Rick Lohm

Got Milk?

Rick Lohm, previously interviewed here on OV, is currently tattooing at the Rochester Tattoo Convention: Info Here.

If you’re attending the show, swing by and pick up a t-shirt, print, original painting or hell, get a tattoo. Last time I talked to him he had a few spots open.

If you’re feeling generous, swing by and offer him ice cold milk and candy. He likes that. This here tattoo was done by Rick at Halo in Syracuse.

Fundraiser for Japan

Sacred NYC will be hosting a fundraiser to support relief efforts to those affected by tsunami, earthquake and radiation exposure in Japan. The list of contributing artists is impressive and all artwork will be priced under $200; this could be your chance to score a modestly priced original or print far less than ‘going rate’ and the money goes to a great cause.

For more information including a list of contributing artists, check here.

The above piece is by Syracuse NY’s Rick Lohm, who was recently featured right here in OV.

Interview with Rick Lohm

I started getting tattooed by Rick in 2008. In the few years I’ve known him I’ve been pleased to watch him grow into a tattooer who respects the roots of his craft while maintaining and expanding his own style; reinterpretation instead of reproduction. Rick approaches his profession and clientele with humility and politeness and at the end of the day seems to be dang glad he got a chance to tattoo you. This interview was conducted via a string of back and forth emails in March 2011.

Keep It Secret. Keep it Safe.

Shawn Porter: Hey Rick.

Rick Lohm: Hello Shawn.

SP: Let’s start with introductions; who you are, where you’re from, all that.

RL: My name is Rick Lohm, I’m 24 years old and I’m from Central Square, NY. I currently work at Halo Tattoo in Syracuse, NY.

SP: You just turned 24 recently, right? So you were fairly young when you started tattooing. Did you go through an apprenticeship or did you start out on your own?

RL: Sure did. My birthday was on February 4th.

I got my apprenticeship the summer of 06 at Scarab Body Arts in Syracuse; I had been out of high school for about a year and my ex’s sister dated Jeremiah Clifford who worked there. I was always into art in high school and was getting ready to finally man up and go to school for graphic design. After hanging around Jeremiah for a little bit at the shop I found out that art could be more than drawing an apple with a light source.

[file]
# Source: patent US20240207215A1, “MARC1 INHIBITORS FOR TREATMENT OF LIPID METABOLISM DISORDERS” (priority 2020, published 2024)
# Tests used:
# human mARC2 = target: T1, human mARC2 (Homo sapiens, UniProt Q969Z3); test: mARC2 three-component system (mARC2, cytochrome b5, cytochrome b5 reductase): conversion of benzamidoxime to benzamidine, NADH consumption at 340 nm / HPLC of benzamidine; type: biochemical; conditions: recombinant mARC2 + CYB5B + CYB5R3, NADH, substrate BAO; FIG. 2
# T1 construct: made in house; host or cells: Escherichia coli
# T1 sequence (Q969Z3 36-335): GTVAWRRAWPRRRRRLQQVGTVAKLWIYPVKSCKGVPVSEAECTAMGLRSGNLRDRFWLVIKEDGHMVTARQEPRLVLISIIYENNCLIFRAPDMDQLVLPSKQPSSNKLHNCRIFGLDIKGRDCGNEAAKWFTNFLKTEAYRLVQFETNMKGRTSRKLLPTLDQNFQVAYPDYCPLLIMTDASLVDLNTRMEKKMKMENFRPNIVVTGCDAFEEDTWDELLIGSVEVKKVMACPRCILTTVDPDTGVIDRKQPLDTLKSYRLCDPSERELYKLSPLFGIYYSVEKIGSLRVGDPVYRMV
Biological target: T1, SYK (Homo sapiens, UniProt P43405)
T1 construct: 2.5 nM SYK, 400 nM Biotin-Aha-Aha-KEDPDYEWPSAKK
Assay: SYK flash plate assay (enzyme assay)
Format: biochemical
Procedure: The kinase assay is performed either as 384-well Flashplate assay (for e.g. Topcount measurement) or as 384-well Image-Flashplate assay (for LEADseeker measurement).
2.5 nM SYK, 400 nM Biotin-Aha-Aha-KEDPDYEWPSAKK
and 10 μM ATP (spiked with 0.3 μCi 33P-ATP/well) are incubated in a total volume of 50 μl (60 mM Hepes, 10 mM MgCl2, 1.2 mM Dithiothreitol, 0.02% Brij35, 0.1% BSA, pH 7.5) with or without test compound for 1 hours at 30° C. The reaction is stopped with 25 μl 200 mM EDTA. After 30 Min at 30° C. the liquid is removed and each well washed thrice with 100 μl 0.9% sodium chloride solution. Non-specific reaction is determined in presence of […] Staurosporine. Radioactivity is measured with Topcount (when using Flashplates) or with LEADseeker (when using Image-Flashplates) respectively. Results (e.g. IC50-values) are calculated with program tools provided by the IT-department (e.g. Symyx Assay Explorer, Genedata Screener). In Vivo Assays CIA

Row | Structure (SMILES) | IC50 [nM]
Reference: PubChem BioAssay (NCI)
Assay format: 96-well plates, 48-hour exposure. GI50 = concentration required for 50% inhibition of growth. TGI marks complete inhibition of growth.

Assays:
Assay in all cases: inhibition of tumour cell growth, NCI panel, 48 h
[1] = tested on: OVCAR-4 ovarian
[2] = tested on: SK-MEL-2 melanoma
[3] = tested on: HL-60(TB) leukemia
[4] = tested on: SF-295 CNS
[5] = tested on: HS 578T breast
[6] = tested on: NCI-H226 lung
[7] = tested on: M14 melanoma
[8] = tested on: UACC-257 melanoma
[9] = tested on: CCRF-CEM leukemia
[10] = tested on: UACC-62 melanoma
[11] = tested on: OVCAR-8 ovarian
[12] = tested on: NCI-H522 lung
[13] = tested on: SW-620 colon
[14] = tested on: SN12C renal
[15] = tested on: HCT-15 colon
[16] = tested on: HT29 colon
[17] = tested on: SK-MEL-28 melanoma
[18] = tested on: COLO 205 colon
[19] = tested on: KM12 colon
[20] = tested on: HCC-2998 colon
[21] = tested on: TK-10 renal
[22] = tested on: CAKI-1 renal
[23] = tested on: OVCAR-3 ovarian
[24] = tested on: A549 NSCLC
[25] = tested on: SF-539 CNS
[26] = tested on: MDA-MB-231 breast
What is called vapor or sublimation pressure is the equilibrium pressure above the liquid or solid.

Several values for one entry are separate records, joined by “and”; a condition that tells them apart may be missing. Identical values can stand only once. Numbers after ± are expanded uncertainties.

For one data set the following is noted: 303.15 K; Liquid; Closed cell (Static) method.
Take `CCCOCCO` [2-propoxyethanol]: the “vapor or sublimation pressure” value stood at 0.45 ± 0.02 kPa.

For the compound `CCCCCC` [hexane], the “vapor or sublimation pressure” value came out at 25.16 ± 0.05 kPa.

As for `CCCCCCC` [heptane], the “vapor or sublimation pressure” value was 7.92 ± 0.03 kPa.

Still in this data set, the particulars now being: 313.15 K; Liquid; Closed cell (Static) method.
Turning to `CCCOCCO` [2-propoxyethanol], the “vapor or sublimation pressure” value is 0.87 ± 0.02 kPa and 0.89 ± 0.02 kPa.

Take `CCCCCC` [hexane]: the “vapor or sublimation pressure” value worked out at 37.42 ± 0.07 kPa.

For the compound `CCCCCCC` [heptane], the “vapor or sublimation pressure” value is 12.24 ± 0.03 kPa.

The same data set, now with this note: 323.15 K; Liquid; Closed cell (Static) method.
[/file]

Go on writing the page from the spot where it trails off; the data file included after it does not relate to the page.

I’ve always been interested in tattooing. My brother and I were in bands growing up and I’d seen all sorts of tattoos on people but never really thought it would be something easy to get into.  At the time, the thought of me putting anything permanent onto someone’s skin was a terrible idea.  After meeting Jeremiah I spent most of my time tracing old Sailor Jerry flash and trying to improve on my watercolor skills.

John Joyce (Owner of Scarab) was going away to the APP conference and needed a counter person for the week so they asked me to sit in. After he got back we had a talk about taking me in as an apprentice. John and Jeremiah wanted to take someone in and teach them how to tattoo without them having bad habits already from teaching themselves. So I became their mold.

SP: So were you already getting tattooed at Scarab or was it just the hookup with Jeremiah that brought you in? What kind of art were you doing before the tattoo influence crept in?

RL: Jeremiah really pushed to get me into the shop I don’t think I would of got in if it wasn’t for him. Plus I only had two tattoos at the time and neither were done there. My apprenticeship was basically handed to me on a silver platter. I wish i worked harder to get it, or had cool  “I made a machine out of a toothbrush and sleeved out my brother” story, but that’s all there was to it.

As far as art goes I had a few acrylic and watercolor paintings that were decent from school. Mainly what held my interest before tattooing was graphic design. In high school my  friend Ken and I would make little comics and i would try to make band t-shirts. I made a really sweet children’s book called “Marvin goes to the Mall” about a cave troll that won a ton of scholastic awards. I’m not too sure how happy I would be now if I stayed on that path. Graphic design was the only thing that gave me the artistic freedom I was looking for at the time.


Trap ’em all, let Egon sort ’em out.

Trap ’em all, let Egon sort ’em out?

I just completed a short interview with Syracuse NY’s Rick Lohm this morning. The final edit should appear on Monday, give or take. I had all the photos I wanted to use in place when Rick posted this tattoo earlier today so instead of waiting for Monday, y’all are getting a sneak peak now.

Rick is in his fourth year of tattooing and gravitates toward bold, classic Americana style tattooing which you can see from above can be tailored to fit just about any subject matter.  You can find him at Halo Tattoo in Syracuse.